Colleges should “screen” speakers to ensure that they are not giving a platform to “intolerant perspectives,” a University of Maryland student argues in a recent op-ed.
“There is nothing inherently wrong with screening speakers, teachers and even students on the campus,” sophomore Moshe Klein declares in an op-ed for The Diamondback, arguing that “intolerant” points of view “prevent certain groups of people from participating in campus life safely.”
There’s a great deal of noise on this subject about the “snowflakes,” but I think the current campus inhabitants’ aversion to free speech (not universal, I might add) stems from two things.
The first is a decidedly corporatist mentality towards education and life itself. We’ve sold college education–and inspired a generation to go deep into hock for it–as the road to a good-paying job, never mind that many of the majors these people take are dead-ends in that search. If people come on campus to “rock the boat,” that puts the careerist enterprise in jeopardy. The boat the students have been on all their lives is one that steers to port most of the time, so it’s no surprise right-wing speakers get attacked the most.
The second stems from the unstable underpinnings of millennial life. Raised in families that disintegrate on a whim, living in a society that constantly hectors them to “reinvent themselves” while pulling the rug out from under the new reinvention, exhorted to “seek their dream” which may or may not make it possible for them to eat, watching technology blow away entire industries and sectors of the economy, it’s little wonder that stability is highly prized by these people. My own students are attracted to government positions and, in civil engineering, that’s entirely sensible, and I encourage them to consider that.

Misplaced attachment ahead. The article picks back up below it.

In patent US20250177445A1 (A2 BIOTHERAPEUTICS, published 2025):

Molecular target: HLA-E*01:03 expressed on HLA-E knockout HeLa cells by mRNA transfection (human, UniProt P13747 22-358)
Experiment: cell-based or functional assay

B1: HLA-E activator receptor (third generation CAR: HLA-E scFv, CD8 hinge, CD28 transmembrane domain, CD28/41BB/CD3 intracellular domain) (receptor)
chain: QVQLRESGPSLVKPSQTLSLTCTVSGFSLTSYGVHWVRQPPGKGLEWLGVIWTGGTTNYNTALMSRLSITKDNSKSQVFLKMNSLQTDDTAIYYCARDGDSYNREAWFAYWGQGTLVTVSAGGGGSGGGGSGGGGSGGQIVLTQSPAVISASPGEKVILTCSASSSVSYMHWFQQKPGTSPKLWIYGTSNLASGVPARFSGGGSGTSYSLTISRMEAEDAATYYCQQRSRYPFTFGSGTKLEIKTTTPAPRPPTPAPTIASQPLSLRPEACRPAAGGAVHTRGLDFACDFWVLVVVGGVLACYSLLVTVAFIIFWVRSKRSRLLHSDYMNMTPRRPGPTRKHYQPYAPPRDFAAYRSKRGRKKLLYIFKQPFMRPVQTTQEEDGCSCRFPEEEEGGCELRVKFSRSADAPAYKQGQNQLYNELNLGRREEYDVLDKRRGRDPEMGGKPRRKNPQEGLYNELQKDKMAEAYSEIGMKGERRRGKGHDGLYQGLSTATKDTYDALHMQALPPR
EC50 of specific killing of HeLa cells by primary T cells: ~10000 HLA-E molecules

I think that the Millennials are making a mistake wanting to suppress free speech, but until people are more secure in who they are and less inclined to seek validation in a corporatist world, that attitude isn’t going to change.